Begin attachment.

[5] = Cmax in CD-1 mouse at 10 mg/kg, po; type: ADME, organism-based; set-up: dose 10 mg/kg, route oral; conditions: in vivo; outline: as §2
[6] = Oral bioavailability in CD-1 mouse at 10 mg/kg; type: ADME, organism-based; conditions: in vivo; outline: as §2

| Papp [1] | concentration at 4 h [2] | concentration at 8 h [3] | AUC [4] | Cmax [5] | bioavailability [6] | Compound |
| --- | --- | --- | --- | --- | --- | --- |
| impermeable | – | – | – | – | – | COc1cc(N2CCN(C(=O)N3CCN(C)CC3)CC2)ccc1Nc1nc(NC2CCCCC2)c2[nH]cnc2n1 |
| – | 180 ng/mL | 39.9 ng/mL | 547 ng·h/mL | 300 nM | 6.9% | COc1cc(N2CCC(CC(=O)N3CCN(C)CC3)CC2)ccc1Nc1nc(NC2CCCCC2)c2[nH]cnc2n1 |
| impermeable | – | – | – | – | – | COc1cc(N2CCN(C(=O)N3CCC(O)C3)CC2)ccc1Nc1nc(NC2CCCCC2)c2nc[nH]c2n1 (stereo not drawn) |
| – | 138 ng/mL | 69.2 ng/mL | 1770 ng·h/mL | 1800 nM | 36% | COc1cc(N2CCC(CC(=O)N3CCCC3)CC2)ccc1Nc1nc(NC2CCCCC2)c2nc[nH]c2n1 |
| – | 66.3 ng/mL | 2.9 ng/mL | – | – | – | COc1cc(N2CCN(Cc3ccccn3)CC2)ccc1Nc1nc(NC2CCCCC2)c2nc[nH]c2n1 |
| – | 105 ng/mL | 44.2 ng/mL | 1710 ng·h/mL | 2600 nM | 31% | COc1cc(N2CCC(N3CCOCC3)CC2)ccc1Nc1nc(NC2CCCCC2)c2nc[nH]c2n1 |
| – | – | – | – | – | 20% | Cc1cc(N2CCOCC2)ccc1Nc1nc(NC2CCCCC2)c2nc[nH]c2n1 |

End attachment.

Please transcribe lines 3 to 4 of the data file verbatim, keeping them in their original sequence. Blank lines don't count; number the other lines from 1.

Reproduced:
| Papp [1] | concentration at 4 h [2] | concentration at 8 h [3] | AUC [4] | Cmax [5] | bioavailability [6] | Compound |
| --- | --- | --- | --- | --- | --- | --- |